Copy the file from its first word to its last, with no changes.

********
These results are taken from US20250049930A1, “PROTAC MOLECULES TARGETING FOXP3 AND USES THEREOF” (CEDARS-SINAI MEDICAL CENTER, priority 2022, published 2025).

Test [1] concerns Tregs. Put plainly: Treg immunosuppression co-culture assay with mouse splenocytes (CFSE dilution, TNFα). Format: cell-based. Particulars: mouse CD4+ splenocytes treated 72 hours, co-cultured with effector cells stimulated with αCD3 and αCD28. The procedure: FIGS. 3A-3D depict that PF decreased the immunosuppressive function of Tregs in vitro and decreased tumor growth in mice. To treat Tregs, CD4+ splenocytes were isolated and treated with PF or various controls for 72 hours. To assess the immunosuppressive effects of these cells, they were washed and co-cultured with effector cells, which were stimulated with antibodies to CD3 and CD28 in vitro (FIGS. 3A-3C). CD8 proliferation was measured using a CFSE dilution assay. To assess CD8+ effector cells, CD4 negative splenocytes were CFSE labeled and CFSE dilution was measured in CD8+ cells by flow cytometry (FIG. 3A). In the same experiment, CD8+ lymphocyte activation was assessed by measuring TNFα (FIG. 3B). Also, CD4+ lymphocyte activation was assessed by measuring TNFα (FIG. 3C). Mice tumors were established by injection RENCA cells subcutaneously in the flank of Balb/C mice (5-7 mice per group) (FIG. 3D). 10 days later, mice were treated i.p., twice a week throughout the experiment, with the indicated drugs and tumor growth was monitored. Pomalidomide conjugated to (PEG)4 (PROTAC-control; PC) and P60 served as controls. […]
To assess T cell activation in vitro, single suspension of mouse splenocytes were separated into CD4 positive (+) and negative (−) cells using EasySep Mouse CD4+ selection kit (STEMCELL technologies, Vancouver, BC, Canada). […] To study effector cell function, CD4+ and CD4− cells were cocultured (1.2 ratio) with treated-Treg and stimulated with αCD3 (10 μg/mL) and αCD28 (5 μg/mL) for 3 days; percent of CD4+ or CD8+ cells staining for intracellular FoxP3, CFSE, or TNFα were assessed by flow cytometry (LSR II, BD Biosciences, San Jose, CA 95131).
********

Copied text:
These results are taken from US20250049930A1, “PROTAC MOLECULES TARGETING FOXP3 AND USES THEREOF” (CEDARS-SINAI MEDICAL CENTER, priority 2022, published 2025).

Test [1] concerns Tregs. Put plainly: Treg immunosuppression co-culture assay with mouse splenocytes (CFSE dilution, TNFα). Format: cell-based. Particulars: mouse CD4+ splenocytes treated 72 hours, co-cultured with effector cells stimulated with αCD3 and αCD28. The procedure: FIGS. 3A-3D depict that PF decreased the immunosuppressive function of Tregs in vitro and decreased tumor growth in mice. To treat Tregs, CD4+ splenocytes were isolated and treated with PF or various controls for 72 hours. To assess the immunosuppressive effects of these cells, they were washed and co-cultured with effector cells, which were stimulated with antibodies to CD3 and CD28 in vitro (FIGS. 3A-3C). CD8 proliferation was measured using a CFSE dilution assay. To assess CD8+ effector cells, CD4 negative splenocytes were CFSE labeled and CFSE dilution was measured in CD8+ cells by flow cytometry (FIG. 3A). In the same experiment, CD8+ lymphocyte activation was assessed by measuring TNFα (FIG. 3B). Also, CD4+ lymphocyte activation was assessed by measuring TNFα (FIG. 3C). Mice tumors were established by injection RENCA cells subcutaneously in the flank of Balb/C mice (5-7 mice per group) (FIG. 3D). 10 days later, mice were treated i.p., twice a week throughout the experiment, with the indicated drugs and tumor growth was monitored. Pomalidomide conjugated to (PEG)4 (PROTAC-control; PC) and P60 served as controls. […]
To assess T cell activation in vitro, single suspension of mouse splenocytes were separated into CD4 positive (+) and negative (−) cells using EasySep Mouse CD4+ selection kit (STEMCELL technologies, Vancouver, BC, Canada). […] To study effector cell function, CD4+ and CD4− cells were cocultured (1.2 ratio) with treated-Treg and stimulated with αCD3 (10 μg/mL) and αCD28 (5 μg/mL) for 3 days; percent of CD4+ or CD8+ cells staining for intracellular FoxP3, CFSE, or TNFα were assessed by flow cytometry (LSR II, BD Biosciences, San Jose, CA 95131).